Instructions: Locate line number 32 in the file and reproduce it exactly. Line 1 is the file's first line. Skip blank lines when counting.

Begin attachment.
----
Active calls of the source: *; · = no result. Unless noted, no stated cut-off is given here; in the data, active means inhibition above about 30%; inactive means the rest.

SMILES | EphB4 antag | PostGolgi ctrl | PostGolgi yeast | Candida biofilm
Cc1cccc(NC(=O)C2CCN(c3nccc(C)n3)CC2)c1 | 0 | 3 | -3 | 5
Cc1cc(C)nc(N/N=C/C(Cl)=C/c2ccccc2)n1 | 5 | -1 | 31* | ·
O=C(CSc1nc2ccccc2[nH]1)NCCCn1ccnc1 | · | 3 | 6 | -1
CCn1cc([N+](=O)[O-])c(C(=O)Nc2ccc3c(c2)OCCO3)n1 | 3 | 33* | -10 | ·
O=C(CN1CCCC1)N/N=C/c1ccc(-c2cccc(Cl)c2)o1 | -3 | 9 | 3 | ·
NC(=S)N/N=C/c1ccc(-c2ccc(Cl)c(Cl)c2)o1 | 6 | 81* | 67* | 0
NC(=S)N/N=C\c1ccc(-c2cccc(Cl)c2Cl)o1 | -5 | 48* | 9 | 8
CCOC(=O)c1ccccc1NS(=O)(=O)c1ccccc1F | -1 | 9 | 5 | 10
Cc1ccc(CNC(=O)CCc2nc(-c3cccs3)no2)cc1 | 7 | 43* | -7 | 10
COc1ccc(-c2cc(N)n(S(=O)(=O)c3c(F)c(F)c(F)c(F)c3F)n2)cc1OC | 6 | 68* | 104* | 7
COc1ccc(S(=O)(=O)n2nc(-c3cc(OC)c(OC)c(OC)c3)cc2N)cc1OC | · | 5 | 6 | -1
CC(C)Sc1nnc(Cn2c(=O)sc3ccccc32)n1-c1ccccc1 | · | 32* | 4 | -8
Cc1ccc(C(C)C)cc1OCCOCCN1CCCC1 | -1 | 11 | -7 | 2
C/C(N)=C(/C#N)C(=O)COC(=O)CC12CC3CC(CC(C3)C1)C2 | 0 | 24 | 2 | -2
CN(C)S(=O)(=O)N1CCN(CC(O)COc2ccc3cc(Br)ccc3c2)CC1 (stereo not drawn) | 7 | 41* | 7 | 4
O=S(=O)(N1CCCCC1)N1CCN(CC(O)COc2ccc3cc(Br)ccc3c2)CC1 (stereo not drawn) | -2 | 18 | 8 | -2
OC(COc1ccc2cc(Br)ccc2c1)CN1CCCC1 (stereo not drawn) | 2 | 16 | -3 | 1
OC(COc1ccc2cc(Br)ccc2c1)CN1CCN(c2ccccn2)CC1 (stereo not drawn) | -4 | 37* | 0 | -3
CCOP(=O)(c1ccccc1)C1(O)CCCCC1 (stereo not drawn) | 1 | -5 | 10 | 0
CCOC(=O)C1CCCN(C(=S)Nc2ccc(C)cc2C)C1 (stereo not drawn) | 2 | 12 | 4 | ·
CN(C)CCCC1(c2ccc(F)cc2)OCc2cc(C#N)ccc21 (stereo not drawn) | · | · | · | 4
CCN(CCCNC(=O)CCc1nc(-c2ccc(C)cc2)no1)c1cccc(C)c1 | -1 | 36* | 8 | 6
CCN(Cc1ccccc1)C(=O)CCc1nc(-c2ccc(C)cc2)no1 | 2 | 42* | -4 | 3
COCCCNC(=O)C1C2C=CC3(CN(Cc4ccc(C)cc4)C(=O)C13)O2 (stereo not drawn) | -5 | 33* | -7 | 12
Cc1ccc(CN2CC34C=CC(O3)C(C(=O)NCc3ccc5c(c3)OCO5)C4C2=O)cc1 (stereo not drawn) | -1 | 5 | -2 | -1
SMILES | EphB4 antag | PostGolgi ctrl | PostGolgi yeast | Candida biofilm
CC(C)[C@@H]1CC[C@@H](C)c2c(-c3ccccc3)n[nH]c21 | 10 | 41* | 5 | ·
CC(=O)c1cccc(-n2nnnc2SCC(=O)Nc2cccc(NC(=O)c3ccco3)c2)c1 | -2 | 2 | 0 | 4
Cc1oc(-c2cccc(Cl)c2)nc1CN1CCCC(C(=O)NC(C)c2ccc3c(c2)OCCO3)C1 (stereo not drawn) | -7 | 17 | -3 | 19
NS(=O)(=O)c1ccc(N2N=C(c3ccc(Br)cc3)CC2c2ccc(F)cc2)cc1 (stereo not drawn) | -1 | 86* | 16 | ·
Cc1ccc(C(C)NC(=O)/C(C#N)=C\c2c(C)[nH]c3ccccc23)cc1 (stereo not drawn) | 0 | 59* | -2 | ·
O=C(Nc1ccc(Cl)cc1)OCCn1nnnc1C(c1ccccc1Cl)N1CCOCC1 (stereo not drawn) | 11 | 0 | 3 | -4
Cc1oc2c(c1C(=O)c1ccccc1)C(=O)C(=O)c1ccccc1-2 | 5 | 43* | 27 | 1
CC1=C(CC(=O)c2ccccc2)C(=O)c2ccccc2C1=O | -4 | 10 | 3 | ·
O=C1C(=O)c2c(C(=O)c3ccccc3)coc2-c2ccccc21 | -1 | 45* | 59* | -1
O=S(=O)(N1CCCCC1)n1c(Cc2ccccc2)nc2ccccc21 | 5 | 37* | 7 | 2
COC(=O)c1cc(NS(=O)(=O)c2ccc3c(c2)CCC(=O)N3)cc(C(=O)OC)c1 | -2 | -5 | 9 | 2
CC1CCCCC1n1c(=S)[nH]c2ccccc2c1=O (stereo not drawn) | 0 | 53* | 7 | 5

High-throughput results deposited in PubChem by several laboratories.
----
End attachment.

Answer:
NS(=O)(=O)c1ccc(N2N=C(c3ccc(Br)cc3)CC2c2ccc(F)cc2)cc1 (stereo not drawn) | -1 | 86* | 16 | ·